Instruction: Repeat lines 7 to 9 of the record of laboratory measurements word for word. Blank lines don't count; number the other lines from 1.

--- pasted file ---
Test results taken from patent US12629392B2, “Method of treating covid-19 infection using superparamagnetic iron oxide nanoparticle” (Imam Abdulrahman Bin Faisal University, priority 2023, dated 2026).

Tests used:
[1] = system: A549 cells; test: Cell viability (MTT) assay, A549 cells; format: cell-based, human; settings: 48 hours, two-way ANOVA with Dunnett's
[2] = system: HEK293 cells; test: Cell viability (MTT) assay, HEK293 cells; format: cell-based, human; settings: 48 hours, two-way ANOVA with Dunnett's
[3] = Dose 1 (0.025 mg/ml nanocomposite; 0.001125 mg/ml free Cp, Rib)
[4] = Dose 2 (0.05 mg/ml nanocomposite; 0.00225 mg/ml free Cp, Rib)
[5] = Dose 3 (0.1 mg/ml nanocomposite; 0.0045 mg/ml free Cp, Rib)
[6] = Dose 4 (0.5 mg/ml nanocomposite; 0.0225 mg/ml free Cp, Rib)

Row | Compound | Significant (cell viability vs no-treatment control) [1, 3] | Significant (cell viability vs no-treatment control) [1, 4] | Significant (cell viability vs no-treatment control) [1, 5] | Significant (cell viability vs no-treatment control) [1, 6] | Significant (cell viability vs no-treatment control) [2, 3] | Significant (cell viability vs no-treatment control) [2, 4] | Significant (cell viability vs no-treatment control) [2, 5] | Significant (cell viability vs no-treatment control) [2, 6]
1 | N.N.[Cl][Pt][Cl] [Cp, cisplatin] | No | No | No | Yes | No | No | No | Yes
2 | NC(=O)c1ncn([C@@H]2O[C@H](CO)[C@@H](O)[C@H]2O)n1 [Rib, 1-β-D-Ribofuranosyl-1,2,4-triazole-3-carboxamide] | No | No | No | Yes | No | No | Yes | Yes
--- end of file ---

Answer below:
[5] = Dose 3 (0.1 mg/ml nanocomposite; 0.0045 mg/ml free Cp, Rib)
[6] = Dose 4 (0.5 mg/ml nanocomposite; 0.0225 mg/ml free Cp, Rib)

Row | Compound | Significant (cell viability vs no-treatment control) [1, 3] | Significant (cell viability vs no-treatment control) [1, 4] | Significant (cell viability vs no-treatment control) [1, 5] | Significant (cell viability vs no-treatment control) [1, 6] | Significant (cell viability vs no-treatment control) [2, 3] | Significant (cell viability vs no-treatment control) [2, 4] | Significant (cell viability vs no-treatment control) [2, 5] | Significant (cell viability vs no-treatment control) [2, 6]